LONDON (Reuters) - It was 30 years ago today — that Stanley Race made history by dropping an empty jar into Britain’s first glass bottle bank.
Race, then president of the Glass Manufacturing Federation, deposited his jar at a car park in Barnsley, paving the way for 23 billion jars and bottles to be recycled over the next 30 years.
On Wednesday, the 90-year-old will return to the original site in South Yorkshire with fellow recycling campaigner Ron England, 64, who created the first of Britain’s 50,000 bottle banks.
“We wanted to save the planet and have carried the flag for recycling ever since,” England told Reuters. “They key principle has stayed the same — save energy and resources by recycling waste from the general public.”
About 752,000 tonnes of glass are recycled now every year to make new bottles and jars.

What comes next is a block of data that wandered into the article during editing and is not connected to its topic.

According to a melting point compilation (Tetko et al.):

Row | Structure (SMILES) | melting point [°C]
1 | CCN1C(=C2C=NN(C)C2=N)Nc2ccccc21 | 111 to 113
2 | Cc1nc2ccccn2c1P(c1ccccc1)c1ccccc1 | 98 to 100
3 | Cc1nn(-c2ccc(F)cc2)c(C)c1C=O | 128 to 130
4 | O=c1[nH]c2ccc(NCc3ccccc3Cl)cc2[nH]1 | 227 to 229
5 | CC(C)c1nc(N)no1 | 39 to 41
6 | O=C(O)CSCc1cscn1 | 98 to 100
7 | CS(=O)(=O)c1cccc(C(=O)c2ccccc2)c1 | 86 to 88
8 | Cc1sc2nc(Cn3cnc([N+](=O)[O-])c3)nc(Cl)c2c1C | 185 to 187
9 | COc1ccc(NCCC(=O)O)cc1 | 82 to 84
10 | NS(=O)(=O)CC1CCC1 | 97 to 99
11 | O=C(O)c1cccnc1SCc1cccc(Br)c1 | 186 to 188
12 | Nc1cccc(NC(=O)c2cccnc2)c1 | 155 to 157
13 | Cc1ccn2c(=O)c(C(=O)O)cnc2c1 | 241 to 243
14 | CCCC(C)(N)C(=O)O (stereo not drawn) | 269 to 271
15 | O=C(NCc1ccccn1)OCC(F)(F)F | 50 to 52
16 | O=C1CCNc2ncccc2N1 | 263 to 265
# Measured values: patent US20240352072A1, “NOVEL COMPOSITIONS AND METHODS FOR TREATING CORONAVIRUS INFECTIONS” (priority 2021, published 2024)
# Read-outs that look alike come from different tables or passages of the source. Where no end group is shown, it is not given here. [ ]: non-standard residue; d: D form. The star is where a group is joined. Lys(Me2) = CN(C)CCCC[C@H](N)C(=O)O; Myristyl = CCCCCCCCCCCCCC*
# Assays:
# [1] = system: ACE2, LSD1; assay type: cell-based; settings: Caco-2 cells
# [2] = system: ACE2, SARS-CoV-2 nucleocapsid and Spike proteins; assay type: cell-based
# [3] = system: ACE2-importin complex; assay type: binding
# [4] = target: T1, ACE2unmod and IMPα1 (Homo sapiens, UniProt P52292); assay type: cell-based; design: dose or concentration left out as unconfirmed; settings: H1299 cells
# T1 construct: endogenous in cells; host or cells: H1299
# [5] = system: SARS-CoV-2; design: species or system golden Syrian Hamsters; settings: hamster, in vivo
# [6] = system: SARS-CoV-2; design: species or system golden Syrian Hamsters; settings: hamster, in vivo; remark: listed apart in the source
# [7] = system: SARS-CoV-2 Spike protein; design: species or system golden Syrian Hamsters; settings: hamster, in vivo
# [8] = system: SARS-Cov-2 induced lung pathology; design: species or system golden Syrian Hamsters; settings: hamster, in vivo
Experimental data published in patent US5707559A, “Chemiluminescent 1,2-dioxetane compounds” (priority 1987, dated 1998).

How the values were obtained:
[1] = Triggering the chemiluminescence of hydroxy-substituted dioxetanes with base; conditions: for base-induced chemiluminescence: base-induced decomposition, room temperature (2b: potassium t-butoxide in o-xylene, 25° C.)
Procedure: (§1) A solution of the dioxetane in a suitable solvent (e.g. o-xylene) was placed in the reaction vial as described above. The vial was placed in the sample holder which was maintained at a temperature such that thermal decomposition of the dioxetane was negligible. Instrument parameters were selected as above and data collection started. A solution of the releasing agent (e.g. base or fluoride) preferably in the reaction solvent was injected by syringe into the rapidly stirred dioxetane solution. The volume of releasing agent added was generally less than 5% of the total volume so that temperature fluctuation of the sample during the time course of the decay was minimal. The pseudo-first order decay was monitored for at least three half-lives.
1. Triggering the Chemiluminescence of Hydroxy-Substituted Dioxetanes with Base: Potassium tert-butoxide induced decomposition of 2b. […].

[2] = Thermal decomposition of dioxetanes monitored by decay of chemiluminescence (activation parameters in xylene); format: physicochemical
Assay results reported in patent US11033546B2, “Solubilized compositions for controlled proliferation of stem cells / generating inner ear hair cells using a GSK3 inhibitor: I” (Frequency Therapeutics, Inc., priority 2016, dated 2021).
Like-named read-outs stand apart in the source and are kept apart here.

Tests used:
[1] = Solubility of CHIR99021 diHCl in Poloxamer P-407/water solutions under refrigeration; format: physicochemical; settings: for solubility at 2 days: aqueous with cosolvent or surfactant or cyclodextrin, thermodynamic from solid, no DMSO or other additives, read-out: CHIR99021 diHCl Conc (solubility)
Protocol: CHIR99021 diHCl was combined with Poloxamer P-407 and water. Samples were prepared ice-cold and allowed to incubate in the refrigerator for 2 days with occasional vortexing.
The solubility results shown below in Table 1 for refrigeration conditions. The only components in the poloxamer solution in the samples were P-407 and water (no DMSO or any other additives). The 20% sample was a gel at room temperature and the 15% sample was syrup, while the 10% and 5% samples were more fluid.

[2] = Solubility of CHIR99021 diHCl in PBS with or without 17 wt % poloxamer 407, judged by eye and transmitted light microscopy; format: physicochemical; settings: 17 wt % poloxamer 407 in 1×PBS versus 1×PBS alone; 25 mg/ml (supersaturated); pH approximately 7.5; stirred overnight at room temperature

But while more household waste than ever is recycled, Britain is still regarded as the “dirty man of Europe” when it comes to sorting its rubbish.
On average every person in Britain throws away their own body weight in waste every 7 weeks, according to Waste Watch, an organisation promoting recycling.
The proportion of household waste recycled stands at 27 percent, according to government statistics, compared to 60 percent in Switzerland and 57 percent in Germany.
Much of that comes from packaging — five million tonnes of packaging is dumped annually — a problem the government vowed to tackle through tighter legislation when it launched its waste strategy 2007 last month.
“The legislation here is not as strong as it could be and we need more packaging that can be recycled rather than end up in landfill sites,” said England.
Local Government Association Chairman Sandy Bruce-Lockhart said councils, which are responsible for collecting household waste, had argued for an “urgent and radical overhaul” of rubbish generation and disposal.